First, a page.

Monday, October 29, 2012

Simulation is cheating, even when there is contact

It's been a weekend of controversial refereeing decisions, most noticeably in the Barclays Premier League where offside goals were allowed, legitimate goals were incorrectly disallowed, questionable red cards were given out and the whole discussion about contact, fouls and simulation has been raging ever since.

My football weekend actually began watching Wellington Phoenix attempt to continue their unbeaten A-League run away to Adelaide United. The Phoenix took the lead and then gave up an equaliser, before the officials made three major decisions that all went against the Phoenix.

The first of these was correct. In seemingly heading his team back into the lead,Phoenix striker Jeremy Brockie had wandered marginally offside when the ball was crossed to him. This was an extremely tight call. There was no 'daylight' between the players, which some fans incorrectly believe is a requirement for offside to be awarded. Nevertheless, the correct decision was probably made.

Shortly afterwards Adelaide United's Brazilian defender Cassio scored, but replays showed he too was offside. On this occasion, the goal stood.

The third incident saw Adelaide's Argentinian midfielder Jeronimo Neumann go down after the slightest of touches on the shoulder from Phoenix defender Ben Sigmund, when it was clear that he could easily have stayed on his feet and only went down when he realised the ball was going to Mark Paston, the goalkeeper. Inexplicably, a red card was shown to Sigmund for denying an obvious goalscoring opportunity.

There were two contentious discussion points here.

Firstly, it looked a clear case of simulation, although it could be argued that technically it WAS a foul by Sigmund, albeit not enough to send his opponent sprawling.

Secondly, there did not seem to be even a small chance of a goal being scored, let alone an OBVIOUS one, so at most a yellow card should have been awarded to Sigmund.

Wellington played the remainder of the match one match short and conceded a third goal while chasing the game, and it was hard not to think that the officials affected the outcome of the match. What was worse, the A-League decided that the red card should stand, meaning that Sigmund was suspended for the next match.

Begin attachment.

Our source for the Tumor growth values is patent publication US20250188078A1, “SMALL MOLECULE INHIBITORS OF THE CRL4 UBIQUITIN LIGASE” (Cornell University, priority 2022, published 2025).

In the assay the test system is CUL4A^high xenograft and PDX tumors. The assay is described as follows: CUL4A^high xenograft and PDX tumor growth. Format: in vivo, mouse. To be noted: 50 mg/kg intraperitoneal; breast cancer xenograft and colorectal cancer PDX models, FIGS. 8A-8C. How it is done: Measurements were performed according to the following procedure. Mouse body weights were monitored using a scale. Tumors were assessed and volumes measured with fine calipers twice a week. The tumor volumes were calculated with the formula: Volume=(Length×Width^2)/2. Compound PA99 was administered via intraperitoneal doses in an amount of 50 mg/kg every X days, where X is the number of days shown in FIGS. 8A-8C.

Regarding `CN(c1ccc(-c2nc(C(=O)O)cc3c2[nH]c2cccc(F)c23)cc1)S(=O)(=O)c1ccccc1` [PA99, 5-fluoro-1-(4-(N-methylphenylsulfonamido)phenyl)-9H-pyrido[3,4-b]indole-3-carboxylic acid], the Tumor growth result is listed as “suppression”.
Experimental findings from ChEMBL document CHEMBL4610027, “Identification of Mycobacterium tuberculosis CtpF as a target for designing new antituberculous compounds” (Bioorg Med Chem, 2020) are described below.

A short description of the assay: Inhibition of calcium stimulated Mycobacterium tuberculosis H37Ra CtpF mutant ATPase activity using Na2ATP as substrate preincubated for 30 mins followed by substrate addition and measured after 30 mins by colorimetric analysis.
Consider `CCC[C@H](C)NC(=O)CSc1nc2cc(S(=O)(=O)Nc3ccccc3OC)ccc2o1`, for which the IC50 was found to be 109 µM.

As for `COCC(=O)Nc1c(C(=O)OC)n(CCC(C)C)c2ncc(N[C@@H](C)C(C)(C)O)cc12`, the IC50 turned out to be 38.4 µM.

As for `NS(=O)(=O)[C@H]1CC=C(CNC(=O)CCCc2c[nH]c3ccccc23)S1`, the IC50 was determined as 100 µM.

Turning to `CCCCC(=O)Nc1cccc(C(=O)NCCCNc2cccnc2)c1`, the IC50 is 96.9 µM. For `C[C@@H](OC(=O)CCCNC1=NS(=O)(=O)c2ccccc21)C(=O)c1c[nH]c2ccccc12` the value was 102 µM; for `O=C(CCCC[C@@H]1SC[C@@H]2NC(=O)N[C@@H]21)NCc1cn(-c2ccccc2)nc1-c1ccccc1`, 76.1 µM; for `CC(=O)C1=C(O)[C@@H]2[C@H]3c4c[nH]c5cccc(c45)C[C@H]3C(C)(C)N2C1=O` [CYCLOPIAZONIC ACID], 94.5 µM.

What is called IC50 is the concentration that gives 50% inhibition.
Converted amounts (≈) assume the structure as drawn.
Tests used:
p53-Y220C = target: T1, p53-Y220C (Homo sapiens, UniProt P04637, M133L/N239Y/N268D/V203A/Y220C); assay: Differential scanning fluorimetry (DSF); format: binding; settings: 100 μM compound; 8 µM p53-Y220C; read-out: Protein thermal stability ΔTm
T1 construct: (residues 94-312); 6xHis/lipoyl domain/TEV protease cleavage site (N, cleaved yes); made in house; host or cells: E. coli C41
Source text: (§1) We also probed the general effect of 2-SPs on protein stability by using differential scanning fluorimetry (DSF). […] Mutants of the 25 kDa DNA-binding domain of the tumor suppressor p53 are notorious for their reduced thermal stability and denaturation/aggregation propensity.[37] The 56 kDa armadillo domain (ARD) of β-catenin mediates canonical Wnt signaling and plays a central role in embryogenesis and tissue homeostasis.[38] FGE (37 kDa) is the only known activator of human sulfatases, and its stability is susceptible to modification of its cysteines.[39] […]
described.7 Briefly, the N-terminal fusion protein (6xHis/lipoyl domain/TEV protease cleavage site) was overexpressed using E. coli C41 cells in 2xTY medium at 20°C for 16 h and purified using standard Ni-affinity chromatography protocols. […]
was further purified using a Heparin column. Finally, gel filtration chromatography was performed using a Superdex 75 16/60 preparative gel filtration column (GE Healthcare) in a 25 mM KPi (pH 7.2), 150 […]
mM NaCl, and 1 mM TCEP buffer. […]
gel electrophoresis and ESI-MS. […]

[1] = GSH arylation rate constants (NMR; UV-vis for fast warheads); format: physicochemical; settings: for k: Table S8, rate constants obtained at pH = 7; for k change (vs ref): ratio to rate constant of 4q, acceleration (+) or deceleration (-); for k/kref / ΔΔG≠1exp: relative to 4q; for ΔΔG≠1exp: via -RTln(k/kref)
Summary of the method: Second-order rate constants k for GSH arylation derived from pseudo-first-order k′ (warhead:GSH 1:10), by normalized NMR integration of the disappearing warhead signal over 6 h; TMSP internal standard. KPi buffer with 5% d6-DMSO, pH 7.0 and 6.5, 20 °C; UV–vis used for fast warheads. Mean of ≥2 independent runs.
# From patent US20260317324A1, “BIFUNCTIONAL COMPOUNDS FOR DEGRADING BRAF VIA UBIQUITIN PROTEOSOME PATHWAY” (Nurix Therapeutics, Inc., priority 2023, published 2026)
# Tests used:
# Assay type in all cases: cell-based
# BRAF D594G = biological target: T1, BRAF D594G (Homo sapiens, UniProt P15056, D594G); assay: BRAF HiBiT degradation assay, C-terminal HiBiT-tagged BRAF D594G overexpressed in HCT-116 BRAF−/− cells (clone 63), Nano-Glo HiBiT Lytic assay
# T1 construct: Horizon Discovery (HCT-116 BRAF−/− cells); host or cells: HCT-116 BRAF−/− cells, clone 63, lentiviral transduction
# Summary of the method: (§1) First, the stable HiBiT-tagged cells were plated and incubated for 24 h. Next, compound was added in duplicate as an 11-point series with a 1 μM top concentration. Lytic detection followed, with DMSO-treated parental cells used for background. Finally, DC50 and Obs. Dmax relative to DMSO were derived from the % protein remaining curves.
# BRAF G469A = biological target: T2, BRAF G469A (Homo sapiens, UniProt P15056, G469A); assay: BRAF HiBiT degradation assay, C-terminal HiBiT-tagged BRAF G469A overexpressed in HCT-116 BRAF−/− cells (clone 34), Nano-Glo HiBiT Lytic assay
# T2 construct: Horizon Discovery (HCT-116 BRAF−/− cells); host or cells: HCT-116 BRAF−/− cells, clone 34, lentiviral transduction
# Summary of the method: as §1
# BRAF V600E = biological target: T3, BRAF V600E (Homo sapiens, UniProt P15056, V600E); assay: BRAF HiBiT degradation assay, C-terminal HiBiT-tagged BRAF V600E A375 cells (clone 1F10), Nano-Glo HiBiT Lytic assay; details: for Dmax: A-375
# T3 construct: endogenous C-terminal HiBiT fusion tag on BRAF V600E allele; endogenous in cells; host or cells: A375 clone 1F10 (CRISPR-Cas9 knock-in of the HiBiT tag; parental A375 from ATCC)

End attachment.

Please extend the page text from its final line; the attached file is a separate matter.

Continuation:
Simulation is, in my opinion, becoming an ever-increasing blight on the game, and it's time for changes to be made.

Firstly, players who dive and who are not caught by the referee, should be retroactively punished by an independent review panel, by being suspended for three games.

Secondly, it's time to change the ridiculous idea that if there is contact, players have every right to go down. The laws of the game clearly state that a direct free-kick should be awarded if a player... "trips or attempts to trip an opponent." Nowhere do the laws say that a player is entitled to a free-kick if an opponent comes into contact with him or her.

Unfortunately specific advice has been given to Barclays Premier League referees that if there is contact, a yellow card cannot be given for simulation. In my opinion, this is ridiculous. The laws specifically state that a player MUST be cautioned for unsporting behaviour if (he/she) "attempts to deceive the referee by feigning injury or pretending to have been fouled (simulation)."

If a player can stay on their feet, they should. The referee can still decide that they were unfairly disadvantaged by the contact and award them a free-kick or penalty. I would like to see a situation where the free-kick is awarded for the foul, and the player being fouled is given a yellow card for simulation. That's not going to happen under the current way of thinking, even though the laws of the game seem to allow it.

Under the current viewpoint, Mark Clattenburg was wrong to give Fernando Torres a second yellow card against Manchester United for simulation, because there was minimal contact (so minimal that Clattenburg couldn't see it). Under my preferred way of thinking, even though there was minimal contact, it wasn't enough to constitute a foul and therefore Torres' act of simulation would have been punished by the yellow card.

I really think it's time for IFAB to look at this whole issue more closely and make a brave decision that discourages cheating - not just blatant cheating where there is no contact, but also cheating when there is minimal contact.

Secondly, when obviously wrong decisions are made that result in cards or suspensions, there should be provision for national associations to overturn them. I understand the need to support the referees, but as a referee myself, I know that it's impossible to see every incident clearly, and if video evidence proved I was wrong, I would hate for a player to be unfairly suspended because of my mistake.

Fernando Torres, under the current climate, would have his second yellow card overturned.

And Ben Sigmund's red card would be changed to a yellow, because there was no goalscoring opportunity.

But I hope that some time soon, there is a change in culture and actions such as those by Torres and Neumann will result in deserved yellow cards,